The Storybuilding Process

Katherine Phelps


Whether consciously or unconsciously story creators have certain subjects of interest to them. These subjects are selected due to the opportunities they present to express certain qualities, emotional situations and moral conclusions. They form the core themes that story creators will represent in their work. Theme will then usually dictate genre and perhaps medium. For instance, a theme of "crime never pays" will probably result in a story in the mystery genre.

World Building Stage

Some story creators upon deciding a theme, genre and basic story premise will proceed to either gather information about the history of a particular place or time, even if it is to confirm details from their own memory, or map out their own fictional history and geography. Depending upon the scope of the story some story creators may just "make it up as they go along."


This stage may come either before or after certain stages of character development. Using the story premise and certain details concerning the genre, the characters, and the story history, creators will begin imagining and conceptualising the steps needed to reveal the story and their theme to the best effect.

Story creators may then either set down their plotting as a guideline during the creating process or simply keep a general plot in mind, leaving space for flexibility and discovery. The first method is vital for computer-meditated multilinear storytelling in order to manage all of the plot threads adequately.

The second method is known as the organic and is often better able to convey a naturalistic feeling to the story and its characters with genuine moments of surprise. The drawbacks are that usually much editing is required after the first draft of the story, and sometimes the plot goes so far astray as to deprive the work of a sense of completeness.


Sometimes story creators begin with an interesting character in mind, then cast about for an appropriate story premise. Other times story creators will have a plot and then develop characters who will best forward both plot and theme.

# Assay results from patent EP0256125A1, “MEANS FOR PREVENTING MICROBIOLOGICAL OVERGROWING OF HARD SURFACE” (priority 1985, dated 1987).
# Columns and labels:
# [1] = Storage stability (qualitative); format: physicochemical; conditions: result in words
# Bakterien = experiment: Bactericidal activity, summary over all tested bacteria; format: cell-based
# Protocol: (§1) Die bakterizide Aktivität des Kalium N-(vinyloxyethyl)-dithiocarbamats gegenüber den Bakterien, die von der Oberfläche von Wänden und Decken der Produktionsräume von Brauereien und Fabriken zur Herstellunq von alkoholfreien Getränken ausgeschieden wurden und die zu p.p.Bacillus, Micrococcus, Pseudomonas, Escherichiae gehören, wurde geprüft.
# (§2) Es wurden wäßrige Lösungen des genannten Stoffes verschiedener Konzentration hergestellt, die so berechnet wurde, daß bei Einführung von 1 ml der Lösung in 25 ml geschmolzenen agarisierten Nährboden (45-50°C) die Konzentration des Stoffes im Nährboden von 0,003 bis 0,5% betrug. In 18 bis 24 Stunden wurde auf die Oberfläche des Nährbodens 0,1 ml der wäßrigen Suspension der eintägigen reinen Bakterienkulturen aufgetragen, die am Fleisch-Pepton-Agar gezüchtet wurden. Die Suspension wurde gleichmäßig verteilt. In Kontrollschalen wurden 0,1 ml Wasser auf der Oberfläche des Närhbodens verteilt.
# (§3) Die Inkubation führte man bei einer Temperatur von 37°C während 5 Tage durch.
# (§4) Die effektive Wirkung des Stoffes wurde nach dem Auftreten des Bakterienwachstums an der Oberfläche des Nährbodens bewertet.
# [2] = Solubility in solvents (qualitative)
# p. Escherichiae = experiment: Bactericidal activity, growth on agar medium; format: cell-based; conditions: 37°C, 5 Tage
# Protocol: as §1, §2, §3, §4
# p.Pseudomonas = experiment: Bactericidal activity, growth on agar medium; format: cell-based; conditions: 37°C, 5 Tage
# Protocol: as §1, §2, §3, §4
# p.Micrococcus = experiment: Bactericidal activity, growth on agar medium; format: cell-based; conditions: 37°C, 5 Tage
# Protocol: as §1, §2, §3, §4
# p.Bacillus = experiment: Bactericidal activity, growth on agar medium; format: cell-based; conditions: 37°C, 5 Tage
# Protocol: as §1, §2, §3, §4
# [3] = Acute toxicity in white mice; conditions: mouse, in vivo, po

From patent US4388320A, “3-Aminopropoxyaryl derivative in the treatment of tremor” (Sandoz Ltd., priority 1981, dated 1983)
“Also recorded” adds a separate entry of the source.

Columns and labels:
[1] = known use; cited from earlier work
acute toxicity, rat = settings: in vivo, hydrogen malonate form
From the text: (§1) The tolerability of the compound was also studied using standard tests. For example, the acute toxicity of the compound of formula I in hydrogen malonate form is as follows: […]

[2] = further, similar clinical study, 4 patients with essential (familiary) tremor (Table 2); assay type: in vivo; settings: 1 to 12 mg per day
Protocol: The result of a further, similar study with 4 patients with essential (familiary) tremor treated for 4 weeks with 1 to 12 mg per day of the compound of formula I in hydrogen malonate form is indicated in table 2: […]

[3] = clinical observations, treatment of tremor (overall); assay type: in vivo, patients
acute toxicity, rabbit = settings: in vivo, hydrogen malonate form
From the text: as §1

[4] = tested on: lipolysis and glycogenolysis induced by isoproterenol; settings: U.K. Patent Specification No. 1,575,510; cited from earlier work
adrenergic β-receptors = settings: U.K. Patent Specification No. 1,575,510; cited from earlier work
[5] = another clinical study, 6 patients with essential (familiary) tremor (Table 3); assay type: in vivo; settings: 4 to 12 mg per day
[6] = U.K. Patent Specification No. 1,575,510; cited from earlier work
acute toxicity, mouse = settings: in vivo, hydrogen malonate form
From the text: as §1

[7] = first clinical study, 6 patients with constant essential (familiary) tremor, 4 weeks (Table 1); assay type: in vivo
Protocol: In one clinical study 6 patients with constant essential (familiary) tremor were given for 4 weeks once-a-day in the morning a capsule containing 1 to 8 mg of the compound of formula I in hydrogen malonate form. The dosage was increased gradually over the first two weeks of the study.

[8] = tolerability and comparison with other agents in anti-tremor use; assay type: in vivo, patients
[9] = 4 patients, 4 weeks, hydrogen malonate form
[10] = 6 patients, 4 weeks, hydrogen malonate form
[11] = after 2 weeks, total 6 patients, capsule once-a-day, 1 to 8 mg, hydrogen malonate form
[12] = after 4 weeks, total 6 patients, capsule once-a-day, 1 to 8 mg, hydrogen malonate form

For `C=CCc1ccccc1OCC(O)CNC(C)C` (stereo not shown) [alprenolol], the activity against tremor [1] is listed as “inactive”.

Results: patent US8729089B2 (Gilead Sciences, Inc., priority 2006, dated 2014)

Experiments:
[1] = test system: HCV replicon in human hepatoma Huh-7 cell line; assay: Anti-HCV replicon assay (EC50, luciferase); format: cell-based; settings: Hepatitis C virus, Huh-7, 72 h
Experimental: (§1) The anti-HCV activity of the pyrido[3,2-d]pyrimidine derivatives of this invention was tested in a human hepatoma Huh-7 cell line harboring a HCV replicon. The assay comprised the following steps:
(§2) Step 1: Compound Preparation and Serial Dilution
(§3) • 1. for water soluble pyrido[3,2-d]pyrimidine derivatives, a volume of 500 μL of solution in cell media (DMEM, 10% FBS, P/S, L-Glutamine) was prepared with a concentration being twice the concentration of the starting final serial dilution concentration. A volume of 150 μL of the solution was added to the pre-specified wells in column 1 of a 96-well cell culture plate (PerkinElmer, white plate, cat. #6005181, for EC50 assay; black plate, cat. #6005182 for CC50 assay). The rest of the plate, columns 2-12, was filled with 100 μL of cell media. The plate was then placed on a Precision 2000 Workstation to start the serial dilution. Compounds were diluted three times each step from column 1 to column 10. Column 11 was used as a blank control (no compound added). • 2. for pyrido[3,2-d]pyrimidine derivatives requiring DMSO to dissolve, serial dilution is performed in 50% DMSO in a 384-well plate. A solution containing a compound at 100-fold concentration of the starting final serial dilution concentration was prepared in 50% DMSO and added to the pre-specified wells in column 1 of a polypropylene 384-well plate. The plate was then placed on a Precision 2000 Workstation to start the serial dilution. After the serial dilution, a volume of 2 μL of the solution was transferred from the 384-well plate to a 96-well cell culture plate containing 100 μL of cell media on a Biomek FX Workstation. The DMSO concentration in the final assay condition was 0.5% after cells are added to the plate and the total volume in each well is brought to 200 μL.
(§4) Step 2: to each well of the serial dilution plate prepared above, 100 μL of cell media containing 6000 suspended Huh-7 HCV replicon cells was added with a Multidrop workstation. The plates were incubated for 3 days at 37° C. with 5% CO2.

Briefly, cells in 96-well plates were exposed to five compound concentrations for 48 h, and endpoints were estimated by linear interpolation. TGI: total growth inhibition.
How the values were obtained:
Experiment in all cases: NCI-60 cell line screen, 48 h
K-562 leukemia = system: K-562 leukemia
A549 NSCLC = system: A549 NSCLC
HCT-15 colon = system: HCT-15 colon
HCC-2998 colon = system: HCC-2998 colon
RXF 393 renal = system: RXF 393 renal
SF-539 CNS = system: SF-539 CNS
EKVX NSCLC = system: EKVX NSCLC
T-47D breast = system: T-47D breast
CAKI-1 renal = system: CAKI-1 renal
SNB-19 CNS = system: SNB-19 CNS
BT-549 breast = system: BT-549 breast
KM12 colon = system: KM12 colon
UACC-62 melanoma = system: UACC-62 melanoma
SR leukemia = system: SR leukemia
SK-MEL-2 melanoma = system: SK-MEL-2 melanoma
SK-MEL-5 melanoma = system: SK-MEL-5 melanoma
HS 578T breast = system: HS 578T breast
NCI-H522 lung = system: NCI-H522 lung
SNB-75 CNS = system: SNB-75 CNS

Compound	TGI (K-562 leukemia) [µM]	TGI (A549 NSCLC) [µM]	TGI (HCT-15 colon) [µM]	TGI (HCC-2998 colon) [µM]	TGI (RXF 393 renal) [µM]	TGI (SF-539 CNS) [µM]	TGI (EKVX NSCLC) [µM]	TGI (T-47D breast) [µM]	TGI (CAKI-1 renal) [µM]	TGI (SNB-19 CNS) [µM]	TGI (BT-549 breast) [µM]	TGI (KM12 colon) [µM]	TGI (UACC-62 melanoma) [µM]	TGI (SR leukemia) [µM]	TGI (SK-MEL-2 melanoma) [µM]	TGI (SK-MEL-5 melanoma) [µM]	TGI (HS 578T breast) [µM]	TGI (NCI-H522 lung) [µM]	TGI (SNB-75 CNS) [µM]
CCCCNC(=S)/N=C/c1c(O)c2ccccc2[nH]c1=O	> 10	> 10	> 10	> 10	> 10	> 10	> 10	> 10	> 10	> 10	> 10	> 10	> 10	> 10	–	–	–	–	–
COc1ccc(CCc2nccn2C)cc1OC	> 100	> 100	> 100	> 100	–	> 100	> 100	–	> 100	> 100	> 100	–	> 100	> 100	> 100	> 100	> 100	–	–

At this stage creators begin amassing characteristics, personal histories, internal states, and external actions to create a coherent system which will represent a real breathing persona, whether human or not. When enough of these details are in place, characters can "take on a life of their own," whereby what they are likely to feel or do in any given situation is predictable or at least explainable. These details may be set out in advance or the creator may develop them during the process of creation.

In order to present a satisfying story it is important not to violate character coherence simply to provide branching points when creating a multilinear story. Such dividing points work best when they flow naturally from characters' own personal complexities and inner conflicts.

Styling Stage

The style in which a story is told will affect both how the audience experiences and understands it. Therefore, story creators will consider which style best represents and expresses their theme. Each genre and medium has its own shorthand, understood by its devotees, in order to quickly get at the most enjoyable aspects of that sort of story. Part of this shorthand is the narrative style which will suggest time, place, character and even a system of values (i.e. a lyrical style may indicate a valuing of beauty, an anti-fictional style may indicate existential values).

At this stage story creators will usually fall into the stylistic conventions of their chosen genre, though certainly with their own unique set of symbols and creative devices.